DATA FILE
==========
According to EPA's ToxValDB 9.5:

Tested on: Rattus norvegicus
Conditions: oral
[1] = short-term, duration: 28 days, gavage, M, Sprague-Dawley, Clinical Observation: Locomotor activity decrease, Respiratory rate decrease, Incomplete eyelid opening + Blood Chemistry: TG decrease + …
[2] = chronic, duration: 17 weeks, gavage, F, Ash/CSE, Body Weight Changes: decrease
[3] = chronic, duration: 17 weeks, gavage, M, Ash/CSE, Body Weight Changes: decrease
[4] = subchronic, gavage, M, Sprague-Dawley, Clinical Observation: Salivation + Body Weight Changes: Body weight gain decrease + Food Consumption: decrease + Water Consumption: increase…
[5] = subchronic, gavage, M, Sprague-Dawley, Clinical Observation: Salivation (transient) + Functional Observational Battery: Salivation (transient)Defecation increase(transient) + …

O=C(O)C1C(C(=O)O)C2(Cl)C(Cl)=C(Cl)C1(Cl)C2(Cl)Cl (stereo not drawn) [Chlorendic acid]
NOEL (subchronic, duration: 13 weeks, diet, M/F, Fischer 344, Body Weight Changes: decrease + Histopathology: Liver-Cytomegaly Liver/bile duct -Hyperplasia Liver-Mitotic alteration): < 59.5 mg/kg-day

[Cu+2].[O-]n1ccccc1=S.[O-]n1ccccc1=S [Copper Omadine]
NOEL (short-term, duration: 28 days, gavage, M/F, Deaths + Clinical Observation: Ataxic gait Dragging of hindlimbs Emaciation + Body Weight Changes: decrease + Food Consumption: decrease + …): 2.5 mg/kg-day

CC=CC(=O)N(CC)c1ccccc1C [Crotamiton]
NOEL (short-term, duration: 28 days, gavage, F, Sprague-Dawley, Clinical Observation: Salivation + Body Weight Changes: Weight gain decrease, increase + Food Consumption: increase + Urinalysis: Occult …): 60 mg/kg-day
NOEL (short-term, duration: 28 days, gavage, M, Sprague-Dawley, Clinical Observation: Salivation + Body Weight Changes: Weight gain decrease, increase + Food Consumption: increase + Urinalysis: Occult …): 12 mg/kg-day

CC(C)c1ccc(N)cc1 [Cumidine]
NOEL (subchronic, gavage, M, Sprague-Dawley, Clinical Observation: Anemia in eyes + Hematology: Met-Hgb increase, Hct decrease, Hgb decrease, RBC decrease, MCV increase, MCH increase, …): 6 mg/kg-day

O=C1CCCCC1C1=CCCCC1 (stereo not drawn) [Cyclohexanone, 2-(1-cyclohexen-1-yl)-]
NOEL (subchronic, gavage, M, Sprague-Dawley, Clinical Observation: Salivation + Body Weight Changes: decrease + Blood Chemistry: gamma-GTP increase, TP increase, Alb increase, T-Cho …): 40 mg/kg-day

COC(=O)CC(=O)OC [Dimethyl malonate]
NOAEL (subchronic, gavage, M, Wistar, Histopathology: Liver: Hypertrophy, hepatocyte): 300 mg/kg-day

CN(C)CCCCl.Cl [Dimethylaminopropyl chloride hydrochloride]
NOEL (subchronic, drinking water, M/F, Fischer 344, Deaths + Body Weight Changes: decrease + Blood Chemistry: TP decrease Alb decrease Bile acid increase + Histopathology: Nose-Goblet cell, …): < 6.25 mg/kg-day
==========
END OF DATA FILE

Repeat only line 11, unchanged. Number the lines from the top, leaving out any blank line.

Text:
[Cu+2].[O-]n1ccccc1=S.[O-]n1ccccc1=S [Copper Omadine]